Politics and Policy: Between a far-fetched plan and reality

This article first appeared in The Edge Malaysia Weekly, on April 1, 2019 - April 07, 2019.

Bernama

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FOLLOWING last week’s article on the so-called Perak menteri besar crisis, a source tells me of a formula said to have been drawn up by certain quarters within the state Parti Pribumi Bersatu Malaysia chapter, which they believe can be used to choose a new menteri besar should the need arise.

The formula, or option as some political observers call it, is designed with the intention of ensuring that the menteri besar’s post remains with Bersatu.

But first, a quick recap. Menteri Besar Datuk Seri Ahmad Faizal Azumu is the sole Bersatu member to have won a Perak state assembly seat in last year’s general election, which saw Pakatan Harapan taking control of the state.

Ahmad Faizal is the assemblyman for Chenderiang as well as the member of parliament for Tambun. Despite Bersatu winning only one seat in the state assembly, the party was awarded the menteri besar’s post. The party now has an additional seat after Sungai Manik assemblyman Datuk Zainol Fadzi Paharudin crossed over from Umno.

Ahmad Faizal is said to be embroiled in controversies because of his style of running the state and behaviour, which are often criticised by PH allies and even within his own party.

Hence, the proposal of an interesting formula. A long-time political observer calls it revolutionary because it involves asking an assemblyman from DAP to cross over or make some sort of a switch to Bersatu. That way, Bersatu gets to keep the menteri besar’s post.

But can it be done?

Firstly, PH has an agreement of sorts not to accept as members people from each other’s parties.

Secondly, as the observer opines, Umno and PAS will go to town with the race and religion rhetoric, claiming that they were right all along in accusing PH of being controlled by DAP. Never mind if the DAP man is Malay and Muslim.

Thirdly, will DAP be agreeable to it, taking into account the party’s strong stand on not accepting members from other component parties? Not to mention giving Umno and PAS the bullets to fire away.

Come to think of it, why DAP? Obviously, the formula is about choosing a state assemblyman from the party with the most number of seats in the state assembly as it is the usual practice (even when Barisan Nasional was the government). Not to mention logical.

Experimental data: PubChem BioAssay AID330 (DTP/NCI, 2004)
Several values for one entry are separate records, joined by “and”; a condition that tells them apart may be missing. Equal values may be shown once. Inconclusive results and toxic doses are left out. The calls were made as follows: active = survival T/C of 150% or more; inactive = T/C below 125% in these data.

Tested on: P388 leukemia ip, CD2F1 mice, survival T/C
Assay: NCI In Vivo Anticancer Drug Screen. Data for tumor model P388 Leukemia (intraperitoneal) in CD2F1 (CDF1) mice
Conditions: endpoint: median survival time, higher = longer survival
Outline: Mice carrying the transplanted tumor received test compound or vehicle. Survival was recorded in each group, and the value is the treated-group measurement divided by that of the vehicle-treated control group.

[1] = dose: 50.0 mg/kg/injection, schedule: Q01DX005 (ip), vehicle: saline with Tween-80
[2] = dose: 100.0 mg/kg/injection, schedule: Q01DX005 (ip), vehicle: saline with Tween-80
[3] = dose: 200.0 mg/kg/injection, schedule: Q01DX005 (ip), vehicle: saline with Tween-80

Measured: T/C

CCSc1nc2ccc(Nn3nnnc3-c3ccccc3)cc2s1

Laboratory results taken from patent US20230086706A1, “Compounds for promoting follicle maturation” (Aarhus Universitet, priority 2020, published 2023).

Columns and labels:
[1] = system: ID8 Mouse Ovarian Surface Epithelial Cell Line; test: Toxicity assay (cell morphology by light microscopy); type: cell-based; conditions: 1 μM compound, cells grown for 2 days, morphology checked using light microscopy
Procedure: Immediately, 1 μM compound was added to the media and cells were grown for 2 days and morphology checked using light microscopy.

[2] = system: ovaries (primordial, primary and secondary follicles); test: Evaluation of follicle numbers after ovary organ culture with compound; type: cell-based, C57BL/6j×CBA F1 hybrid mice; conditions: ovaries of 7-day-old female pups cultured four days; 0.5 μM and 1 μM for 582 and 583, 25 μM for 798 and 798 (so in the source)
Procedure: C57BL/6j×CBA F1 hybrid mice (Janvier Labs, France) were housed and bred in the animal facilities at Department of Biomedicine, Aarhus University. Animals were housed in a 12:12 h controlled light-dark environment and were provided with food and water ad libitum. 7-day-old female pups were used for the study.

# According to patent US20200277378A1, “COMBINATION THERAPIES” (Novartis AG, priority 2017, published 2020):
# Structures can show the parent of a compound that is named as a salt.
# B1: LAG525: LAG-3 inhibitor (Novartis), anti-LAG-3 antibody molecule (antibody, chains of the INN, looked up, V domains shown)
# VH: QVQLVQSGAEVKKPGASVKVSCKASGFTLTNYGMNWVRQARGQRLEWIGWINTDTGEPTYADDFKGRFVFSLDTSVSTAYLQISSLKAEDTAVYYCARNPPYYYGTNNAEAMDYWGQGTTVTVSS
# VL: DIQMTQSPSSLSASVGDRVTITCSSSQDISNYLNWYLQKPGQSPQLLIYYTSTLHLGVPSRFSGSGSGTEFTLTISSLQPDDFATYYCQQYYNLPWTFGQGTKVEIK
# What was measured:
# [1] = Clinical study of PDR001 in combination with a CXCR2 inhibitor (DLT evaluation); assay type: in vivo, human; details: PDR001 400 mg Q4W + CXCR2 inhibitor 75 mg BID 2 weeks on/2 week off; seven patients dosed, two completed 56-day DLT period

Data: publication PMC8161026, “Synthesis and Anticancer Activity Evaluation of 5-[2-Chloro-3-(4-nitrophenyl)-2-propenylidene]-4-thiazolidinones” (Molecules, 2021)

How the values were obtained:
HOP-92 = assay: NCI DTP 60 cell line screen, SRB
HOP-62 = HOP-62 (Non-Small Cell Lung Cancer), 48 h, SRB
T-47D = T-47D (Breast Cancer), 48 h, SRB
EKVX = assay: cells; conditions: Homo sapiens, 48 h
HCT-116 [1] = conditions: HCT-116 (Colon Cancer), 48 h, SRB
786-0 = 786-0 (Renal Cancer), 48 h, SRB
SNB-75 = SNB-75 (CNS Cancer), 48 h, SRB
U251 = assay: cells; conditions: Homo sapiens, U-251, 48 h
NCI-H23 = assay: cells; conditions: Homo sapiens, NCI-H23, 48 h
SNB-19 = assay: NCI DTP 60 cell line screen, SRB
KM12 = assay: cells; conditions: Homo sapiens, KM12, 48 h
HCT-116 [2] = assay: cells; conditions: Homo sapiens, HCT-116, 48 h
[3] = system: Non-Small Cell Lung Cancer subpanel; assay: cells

And in Perak, DAP has always had the numbers. But, remember the 12th general election back in 2008? The then Pakatan Rakyat took control of Perak with DAP winning the most number of seats. But the menteri besar’s post was not given to the party as it did not have a Malay assemblyman whereas the Perak constitution stipulates that the menteri besar must be a Malay and Muslim. Therefore, the post was given to Datuk Seri Mohammad Nizar Jamaluddin, who was then with PAS, as the party was at the time part of Pakatan Rakyat.

Now, we have a PH government in Perak and DAP has the most number of seats at 18, followed by Amanah (six), PKR (four) and Bersatu (two).

Well, now DAP does have a Malay Muslim state assemblyman — Dr Abdul Aziz Bari, who is an expert on the monarchy and constitution. He is the assemblyman for Tebing Tinggi and state exco member for education, environment, green technology and information.

So, based on the option being floated, Aziz ought to be named menteri besar, replacing Ahmad Faizal, provided he goes over to Bersatu. As said earlier, the people who had come up with the option would want Bersatu to keep the menteri besar’s post. As the party does not have anybody else save the newly converted Zainol, they are casting the net beyond the Bersatu fold.

This is assuming that PH opts to remove the current menteri besar, as clamoured for by certain factions within Bersatu and probably PH itself.

It is not known if the “formula cum option” has been brought to the attention of Bersatu’s leadership or DAP’s or even PH’s.

Obviously, it is not easy to give the menteri besar’s post to a representative from DAP via such a formula, logical or otherwise.

Another observer puts it this way: “Perhaps it is time for PH to defend DAP or succumb to the Umno-PAS race politics and be stifled by what Umno-PAS will say. If this continues, it is fair to say that DAP cannot dream of leading any state other than Penang, no matter how many capable Malay leaders it has.”

But first things first, as far as Perak is concerned. Up till now, the PH leadership has not indicated that Ahmad Faizal will be replaced.

And Prime Minister Tun Dr Mahathir Mohamad has dismissed BN’s claim that he had endorsed a move to replace the menteri besar.

But as said in last week’s article, that has not stopped speculation of all kinds. 

 

 

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